To this day, not one of VW’s directors is an American. The supervisory board controls its own composition, and VW has failed to recruit independent directors with diverse geographic, ethnic, and business backgrounds.
By its own accounting, VW’s direct “Dieselgate” costs now exceed $30 billion, including the largest criminal fine ever imposed by the United States government on an automaker. Multiply the criminal fees by the damage to the VW brand and resultant losses in sales worldwide, and it is clear that the board’s ineffectiveness has caused serious financial harm to VW’s shareholders.
What’s more, we still seem to be closer to the beginning of this crisis than to the end, with a seemingly endless number of pending lawsuits and government investigations in jurisdictions around the world, and more negative news stories about the company’s conduct on an almost weekly basis. Importantly, it now appears that the illegal software at the heart of the scandal was not only installed in the company’s VW-branded automobiles, but also was in wide use in Audi and Porsche vehicles.
Given the enormity of this scandal, it is worth taking a look at specific actions taken by the supervisory board during the past 18 months. Has the board’s composition been strengthened with well-respected industry leaders who can more effectively stand upto management? Has a well-regarded independent lead director been added to the supervisory board to oversee the transformation of VW’s corporate culture and ensure the adoption of sound corporate governance practices?
Unfortunately for shareholders, employees, and customers, the answer to these questions is a resounding no. The Qatari government, a large VW shareholder entitled to two board seats, appointed a new director in June 2016 who is yet another government insider. The powerful German automobile workers’ unions rolled over four board members (directors representing unions and workers’ councils generally have much shorter tenures than those representing shareholders). However, none of the new appointees have the relevant skills or experience to help the company navigate this existential crisis.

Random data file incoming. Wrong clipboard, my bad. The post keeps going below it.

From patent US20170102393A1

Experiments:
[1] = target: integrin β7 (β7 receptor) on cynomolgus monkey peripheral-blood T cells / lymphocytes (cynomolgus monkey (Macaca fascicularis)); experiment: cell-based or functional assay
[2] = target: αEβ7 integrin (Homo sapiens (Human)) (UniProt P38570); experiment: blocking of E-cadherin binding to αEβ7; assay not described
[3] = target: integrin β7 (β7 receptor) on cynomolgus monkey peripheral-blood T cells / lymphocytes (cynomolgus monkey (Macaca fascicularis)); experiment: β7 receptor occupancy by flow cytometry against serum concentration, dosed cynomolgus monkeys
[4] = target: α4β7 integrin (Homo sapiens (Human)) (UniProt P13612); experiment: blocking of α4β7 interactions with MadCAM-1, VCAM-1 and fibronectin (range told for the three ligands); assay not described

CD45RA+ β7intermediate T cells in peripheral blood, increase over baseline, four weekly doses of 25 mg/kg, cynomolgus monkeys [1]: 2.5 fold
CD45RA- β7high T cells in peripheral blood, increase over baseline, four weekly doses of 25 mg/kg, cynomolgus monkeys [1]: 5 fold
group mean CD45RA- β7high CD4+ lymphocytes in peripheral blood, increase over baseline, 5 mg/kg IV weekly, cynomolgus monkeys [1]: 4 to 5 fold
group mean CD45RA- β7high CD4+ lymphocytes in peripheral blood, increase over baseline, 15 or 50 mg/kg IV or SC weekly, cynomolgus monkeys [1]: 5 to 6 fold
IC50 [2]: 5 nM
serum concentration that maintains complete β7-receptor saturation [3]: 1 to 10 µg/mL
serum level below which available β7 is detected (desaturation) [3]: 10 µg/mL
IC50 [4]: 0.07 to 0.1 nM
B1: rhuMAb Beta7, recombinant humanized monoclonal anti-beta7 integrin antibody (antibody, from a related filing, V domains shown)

Just as in the spring of 2016, Anika Falkengren, a banker from Sweden, remains the only director who can objectively be deemed independent from management or VW’s controlling shareholders. The board is still chaired by Hans-Dieter Pötsch, VW’s longtime former CFO, despite the fact that German prosecutors announced in June 2016 that he is under investigation for his role in the scandal. Matthias Müller continues to serve as CEO, a role he has held since just days after news of VW’s illegal practices broke in September 2015. He previously headed Porsche, which just this past June was accused of deploying even more sophisticated emissions control defeat devices than its parent company.
A company genuinely committed to facing up to its own wrongdoing acts differently. Look no further than German industrial giant Siemens AG. In the wake of a massive bribery scandal 10 years ago, Siemens recruited a well-respected, independent chair, Gerhard Cromme (the former CEO of ThyssenKrupp), and installed a CEO, Peter H. Löscher, from outside the company to steer the highly regarded German conglomerate through the crisis.
Volkswagen’s continued problems are in large part due to its lack of effective corporate governance and its supervisory board being in deep denial about its role in the crisis, perhaps even hoping that it will go away if they just wait it out. Denial is only the first stage in a well-known, five-stage process for coping called the Kübler-Ross model. Some shareholders and employees may have moved on to the next stages: anger, bargaining, depression, and acceptance, the stage when people begin to move forward. To continue the analogy toward a constructive end: Volkswagen’s supervisory board needs to move toward the final stages of reconstruction of the company’s reputation and then acceptance that real change needs to start with the composition, skills, and independence of a new, strengthened supervisory board.